By appropriately forming the shape of the transparent substrate, the light emitted from the active layer is reflected toward the light extraction direction. Consequently, a lot of light can be extracted outside.

The major problems of the above-mentioned device are the poor production yield and the shorter life time of the device. For example, when the device is mounted on a lead frame using a conductive adhesion bond, the assembling yield tends to fall because of the shortage between an edge of the p-n junction and the surface of the n-side electrode. If the amount of the adhesion bond is reduced so as to avoid a contact between the p-n junction and the adhesion bond, the adhesion strength becomes reduced and the device chip tends to fall off from the lead frame during a long operation period. It causes a shorter life time problem.

SUMMARY OF THE INVENTION

According to an aspect of the invention, there is provided a light emitting element comprising: a GaP substrate including: a major surface inclined to the <011> direction from the {100} plane; and a side surface covered with inequalities substantially; a mesa portion having a light emitting multi-layer of InGaAlP based material provided on the major surface, wherein a part of a light emitted from the light emitting multi-layer is extracted through the side surface of the GaP substrate.

According to another aspect of the invention, there is provided a light emitting device comprising: a lead frame; the light emitting element mounted on the lead frame, including a GaP substrate having a major surface inclined to the <011> direction from the {100} plane and a side surface having inequalities of which a mean depth is greater than 1 micrometer, a mesa portion having a light emitting multi-layer of InGaAlP based material provided on the major surface, wherein a part of a light emitted from the light emitting multi-layer is extracted through the side surface of the GaP substrate; and an epoxy resin in which the lead frame and the light emitting element are encapsulated.

According to another aspect of the invention, there is provided a method for manufacturing a light emitting element comprising: forming a light emitting multi-layer based on InGaAlP based materials on a tentative semiconductor substrate;

    • bonding a GaP substrate to a surface of the light emitting multi-layer; removing the tentative semiconductor substrate; forming at least two mesa portions on the major surface of the GaP substrate by removing a part of the light emitting multi-layer selectively; growing a GaP layer so as to cover the mesa portions; forming a protecting film on the mesa potions; dicing the GaP substrate so as to separate each mesa portion; and forming inequalities on an exposed side surface of the GaP substrate after dicing by a liquid or a gas containing fluoric acid.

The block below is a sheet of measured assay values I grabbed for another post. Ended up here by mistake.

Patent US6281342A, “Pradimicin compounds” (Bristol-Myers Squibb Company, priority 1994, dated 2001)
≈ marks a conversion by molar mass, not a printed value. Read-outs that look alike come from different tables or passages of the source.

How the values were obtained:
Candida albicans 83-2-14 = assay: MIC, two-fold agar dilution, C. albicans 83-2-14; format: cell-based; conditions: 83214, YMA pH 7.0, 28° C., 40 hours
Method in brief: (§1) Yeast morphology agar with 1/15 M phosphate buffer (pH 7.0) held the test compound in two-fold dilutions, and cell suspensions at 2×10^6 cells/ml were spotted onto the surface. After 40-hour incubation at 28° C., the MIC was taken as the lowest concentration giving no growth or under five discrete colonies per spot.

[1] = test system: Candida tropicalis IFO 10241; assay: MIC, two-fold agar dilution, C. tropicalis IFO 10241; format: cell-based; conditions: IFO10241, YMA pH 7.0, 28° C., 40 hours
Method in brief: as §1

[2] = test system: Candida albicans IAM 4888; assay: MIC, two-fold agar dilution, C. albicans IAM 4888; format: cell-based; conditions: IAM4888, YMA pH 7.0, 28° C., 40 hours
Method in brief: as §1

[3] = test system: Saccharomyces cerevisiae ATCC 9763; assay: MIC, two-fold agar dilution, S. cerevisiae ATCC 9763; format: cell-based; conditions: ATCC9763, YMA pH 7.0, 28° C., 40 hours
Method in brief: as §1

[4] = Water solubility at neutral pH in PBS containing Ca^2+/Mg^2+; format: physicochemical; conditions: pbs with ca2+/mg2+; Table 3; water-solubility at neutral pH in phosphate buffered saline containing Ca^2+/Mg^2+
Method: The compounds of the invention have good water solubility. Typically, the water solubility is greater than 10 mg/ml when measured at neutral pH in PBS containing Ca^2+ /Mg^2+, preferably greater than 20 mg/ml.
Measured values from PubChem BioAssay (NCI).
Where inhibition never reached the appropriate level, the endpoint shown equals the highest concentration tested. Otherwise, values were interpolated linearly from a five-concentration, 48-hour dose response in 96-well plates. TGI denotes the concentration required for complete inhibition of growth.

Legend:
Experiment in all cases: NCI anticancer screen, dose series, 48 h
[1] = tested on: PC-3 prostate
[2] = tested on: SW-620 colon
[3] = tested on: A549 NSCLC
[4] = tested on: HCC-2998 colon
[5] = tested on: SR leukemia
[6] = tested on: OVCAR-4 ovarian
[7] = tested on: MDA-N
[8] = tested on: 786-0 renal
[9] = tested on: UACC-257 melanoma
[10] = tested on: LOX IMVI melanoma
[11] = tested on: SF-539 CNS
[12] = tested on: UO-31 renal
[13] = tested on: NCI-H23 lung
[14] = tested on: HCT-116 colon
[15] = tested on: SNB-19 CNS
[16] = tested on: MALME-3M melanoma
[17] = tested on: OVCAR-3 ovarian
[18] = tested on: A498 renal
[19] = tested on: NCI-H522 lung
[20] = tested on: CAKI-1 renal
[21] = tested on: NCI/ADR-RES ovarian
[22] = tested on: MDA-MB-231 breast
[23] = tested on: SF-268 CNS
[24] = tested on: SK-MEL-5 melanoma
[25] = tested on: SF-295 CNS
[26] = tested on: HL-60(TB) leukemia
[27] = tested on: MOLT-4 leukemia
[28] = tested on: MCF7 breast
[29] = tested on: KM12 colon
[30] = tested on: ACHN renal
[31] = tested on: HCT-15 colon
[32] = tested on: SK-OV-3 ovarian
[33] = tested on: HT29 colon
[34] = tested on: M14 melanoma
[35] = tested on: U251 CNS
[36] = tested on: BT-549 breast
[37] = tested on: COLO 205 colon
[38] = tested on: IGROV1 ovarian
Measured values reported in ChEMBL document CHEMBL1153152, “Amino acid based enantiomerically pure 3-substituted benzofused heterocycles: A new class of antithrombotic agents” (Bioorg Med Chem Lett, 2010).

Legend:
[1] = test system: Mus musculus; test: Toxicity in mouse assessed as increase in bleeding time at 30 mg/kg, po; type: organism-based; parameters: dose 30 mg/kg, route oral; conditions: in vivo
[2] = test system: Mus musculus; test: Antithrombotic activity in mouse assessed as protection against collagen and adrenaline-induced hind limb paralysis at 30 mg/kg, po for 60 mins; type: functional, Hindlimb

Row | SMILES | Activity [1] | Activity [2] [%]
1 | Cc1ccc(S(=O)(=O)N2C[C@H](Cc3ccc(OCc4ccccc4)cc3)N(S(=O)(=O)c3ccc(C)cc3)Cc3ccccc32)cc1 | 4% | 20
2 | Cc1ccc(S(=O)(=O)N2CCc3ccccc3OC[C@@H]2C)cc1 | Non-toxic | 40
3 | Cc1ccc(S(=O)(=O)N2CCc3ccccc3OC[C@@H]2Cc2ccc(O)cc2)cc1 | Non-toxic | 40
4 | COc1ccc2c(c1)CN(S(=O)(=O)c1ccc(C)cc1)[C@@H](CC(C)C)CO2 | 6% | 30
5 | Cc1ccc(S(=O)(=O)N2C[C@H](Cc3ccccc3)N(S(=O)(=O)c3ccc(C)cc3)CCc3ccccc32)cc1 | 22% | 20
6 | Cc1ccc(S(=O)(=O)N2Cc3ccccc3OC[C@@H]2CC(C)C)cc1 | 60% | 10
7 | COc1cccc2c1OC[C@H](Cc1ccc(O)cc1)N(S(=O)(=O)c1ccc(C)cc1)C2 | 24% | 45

BRIEF DESCRIPTION OF THE DRAWINGS

The present invention will be understood more fully from the detailed description given herebelow and from the accompanying drawings of the embodiments of the invention. However, the drawings are not intended to imply limitation of the invention to a specific embodiment, but are for explanation and understanding only.

In the drawings:

FIG. 1 is a cross-sectional view of the light emitting element according to a first embodiment of the invention;

FIG. 2 is a cross-sectional view of a wafer after the step of growing the light emitting multi-layer;

FIG. 3 is a cross-sectional view of a wafer after the step of bonding wafers;

FIG. 4 is a cross-sectional view of a wafer after the step of removing a GaAs substrate;

FIG. 5 is a cross-sectional view of a wafer after the step of patterning the electrodes;

FIG. 6 is a cross-sectional view of a wafer after the step of patterning the multi-layer;

FIG. 7A is a plan view of the element of FIG. 6;

FIG. 7B is a plan view of the element of FIG. 6;

FIG. 8 is a cross-sectional view of a wafer after coating the photoresist;

FIG. 9 is cross-sectional view of a wafer after the step of dicing;

FIG. 10 is a cross-sectional view of the element after expanding;

FIG. 11 is a graphic representation showing an enlarged element;

FIG. 12 is a cross-sectional view of an element after bonding to the tape on the opposite side;

FIG. 13 is a cross-sectional view of a element after removing the photoresist;

FIG. 14 is a cross-sectional view of the element according to a first embodiment of the invention;

FIG. 15 is a cross-sectional view of the modified element according to a first embodiment;

FIG. 16 is a cross-sectional view of a element according to a second embodiment;

FIG. 17A is a plan view of an element of FIG. 16;

FIG. 17B is a plan view of an element of FIG. 16;

FIG. 18 is a graphic representation showing an enlarged element;

FIG. 19 is a cross-sectional view of the modified element according to a second embodiment;